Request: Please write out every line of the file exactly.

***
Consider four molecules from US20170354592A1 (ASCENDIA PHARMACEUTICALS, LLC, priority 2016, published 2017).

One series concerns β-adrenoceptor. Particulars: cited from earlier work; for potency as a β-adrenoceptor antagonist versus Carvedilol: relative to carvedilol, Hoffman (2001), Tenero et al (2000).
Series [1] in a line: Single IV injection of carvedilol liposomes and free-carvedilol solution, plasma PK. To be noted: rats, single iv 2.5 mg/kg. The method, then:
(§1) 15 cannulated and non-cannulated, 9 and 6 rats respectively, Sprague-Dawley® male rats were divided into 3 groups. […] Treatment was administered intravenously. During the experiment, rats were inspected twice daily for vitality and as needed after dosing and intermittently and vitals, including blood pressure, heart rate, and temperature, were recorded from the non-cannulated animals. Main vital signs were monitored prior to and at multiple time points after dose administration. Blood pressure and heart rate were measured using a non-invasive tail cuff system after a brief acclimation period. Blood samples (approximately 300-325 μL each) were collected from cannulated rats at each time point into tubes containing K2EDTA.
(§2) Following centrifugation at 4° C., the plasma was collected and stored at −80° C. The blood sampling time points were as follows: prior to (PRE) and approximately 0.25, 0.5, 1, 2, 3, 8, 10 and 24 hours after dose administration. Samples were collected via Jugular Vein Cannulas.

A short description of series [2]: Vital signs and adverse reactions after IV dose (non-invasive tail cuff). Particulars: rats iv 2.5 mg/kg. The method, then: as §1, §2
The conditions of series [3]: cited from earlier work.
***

Consider four molecules from US20170354592A1 (ASCENDIA PHARMACEUTICALS, LLC, priority 2016, published 2017).

One series concerns β-adrenoceptor. Particulars: cited from earlier work; for potency as a β-adrenoceptor antagonist versus Carvedilol: relative to carvedilol, Hoffman (2001), Tenero et al (2000).
Series [1] in a line: Single IV injection of carvedilol liposomes and free-carvedilol solution, plasma PK. To be noted: rats, single iv 2.5 mg/kg. The method, then:
(§1) 15 cannulated and non-cannulated, 9 and 6 rats respectively, Sprague-Dawley® male rats were divided into 3 groups. […] Treatment was administered intravenously. During the experiment, rats were inspected twice daily for vitality and as needed after dosing and intermittently and vitals, including blood pressure, heart rate, and temperature, were recorded from the non-cannulated animals. Main vital signs were monitored prior to and at multiple time points after dose administration. Blood pressure and heart rate were measured using a non-invasive tail cuff system after a brief acclimation period. Blood samples (approximately 300-325 μL each) were collected from cannulated rats at each time point into tubes containing K2EDTA.
(§2) Following centrifugation at 4° C., the plasma was collected and stored at −80° C. The blood sampling time points were as follows: prior to (PRE) and approximately 0.25, 0.5, 1, 2, 3, 8, 10 and 24 hours after dose administration. Samples were collected via Jugular Vein Cannulas.

A short description of series [2]: Vital signs and adverse reactions after IV dose (non-invasive tail cuff). Particulars: rats iv 2.5 mg/kg. The method, then: as §1, §2
The conditions of series [3]: cited from earlier work.